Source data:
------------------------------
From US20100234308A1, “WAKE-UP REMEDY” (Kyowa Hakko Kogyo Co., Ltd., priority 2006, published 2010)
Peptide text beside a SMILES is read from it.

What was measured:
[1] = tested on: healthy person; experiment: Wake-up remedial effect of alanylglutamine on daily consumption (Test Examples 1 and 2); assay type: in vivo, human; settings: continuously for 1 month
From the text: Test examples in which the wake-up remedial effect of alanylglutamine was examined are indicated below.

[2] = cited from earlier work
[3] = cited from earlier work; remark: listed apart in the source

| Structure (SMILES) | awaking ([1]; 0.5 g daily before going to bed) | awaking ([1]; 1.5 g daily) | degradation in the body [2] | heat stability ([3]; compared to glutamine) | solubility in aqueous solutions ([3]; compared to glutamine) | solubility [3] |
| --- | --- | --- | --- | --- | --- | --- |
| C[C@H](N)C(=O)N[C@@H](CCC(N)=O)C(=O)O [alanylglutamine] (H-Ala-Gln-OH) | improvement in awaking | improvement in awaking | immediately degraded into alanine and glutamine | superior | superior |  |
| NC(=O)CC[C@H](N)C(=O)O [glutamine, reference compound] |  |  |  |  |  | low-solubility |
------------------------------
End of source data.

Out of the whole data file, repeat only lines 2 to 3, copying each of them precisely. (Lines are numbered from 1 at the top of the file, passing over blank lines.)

Peptide text beside a SMILES is read from it.

What was measured: